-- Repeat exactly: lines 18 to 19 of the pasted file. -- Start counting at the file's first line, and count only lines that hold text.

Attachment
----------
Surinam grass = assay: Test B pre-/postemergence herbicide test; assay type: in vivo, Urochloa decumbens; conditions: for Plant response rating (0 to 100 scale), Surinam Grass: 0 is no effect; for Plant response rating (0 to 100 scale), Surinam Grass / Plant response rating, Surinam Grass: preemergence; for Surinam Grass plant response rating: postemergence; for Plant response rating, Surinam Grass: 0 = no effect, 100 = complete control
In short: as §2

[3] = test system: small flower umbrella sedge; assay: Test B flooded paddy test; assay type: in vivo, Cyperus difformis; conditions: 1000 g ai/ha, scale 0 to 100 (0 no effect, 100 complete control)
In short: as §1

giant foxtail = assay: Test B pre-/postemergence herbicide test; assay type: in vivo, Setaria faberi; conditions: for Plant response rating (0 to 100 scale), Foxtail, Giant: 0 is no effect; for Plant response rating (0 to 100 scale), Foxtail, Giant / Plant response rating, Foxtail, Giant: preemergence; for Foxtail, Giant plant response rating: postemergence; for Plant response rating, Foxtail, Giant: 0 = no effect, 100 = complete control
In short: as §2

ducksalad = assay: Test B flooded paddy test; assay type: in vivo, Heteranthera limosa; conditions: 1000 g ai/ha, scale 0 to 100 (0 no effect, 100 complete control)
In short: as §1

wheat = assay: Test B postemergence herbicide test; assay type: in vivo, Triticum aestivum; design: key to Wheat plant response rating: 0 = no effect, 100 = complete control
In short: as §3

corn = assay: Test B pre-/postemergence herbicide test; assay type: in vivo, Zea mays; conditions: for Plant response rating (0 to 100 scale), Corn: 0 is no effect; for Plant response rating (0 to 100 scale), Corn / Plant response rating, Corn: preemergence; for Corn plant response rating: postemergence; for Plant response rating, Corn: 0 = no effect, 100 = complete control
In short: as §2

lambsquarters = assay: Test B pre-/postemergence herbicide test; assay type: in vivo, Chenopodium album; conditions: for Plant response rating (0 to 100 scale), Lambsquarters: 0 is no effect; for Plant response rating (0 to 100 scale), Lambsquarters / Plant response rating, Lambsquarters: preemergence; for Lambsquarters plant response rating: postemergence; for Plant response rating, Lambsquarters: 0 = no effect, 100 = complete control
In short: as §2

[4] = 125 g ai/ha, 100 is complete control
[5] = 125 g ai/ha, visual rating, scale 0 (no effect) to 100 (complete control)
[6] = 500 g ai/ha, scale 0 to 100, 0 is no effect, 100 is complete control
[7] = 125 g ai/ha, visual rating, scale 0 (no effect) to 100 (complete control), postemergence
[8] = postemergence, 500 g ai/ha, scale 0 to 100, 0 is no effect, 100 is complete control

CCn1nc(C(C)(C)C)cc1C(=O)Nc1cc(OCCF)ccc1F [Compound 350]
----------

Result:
[7] = 125 g ai/ha, visual rating, scale 0 (no effect) to 100 (complete control), postemergence
[8] = postemergence, 500 g ai/ha, scale 0 to 100, 0 is no effect, 100 is complete control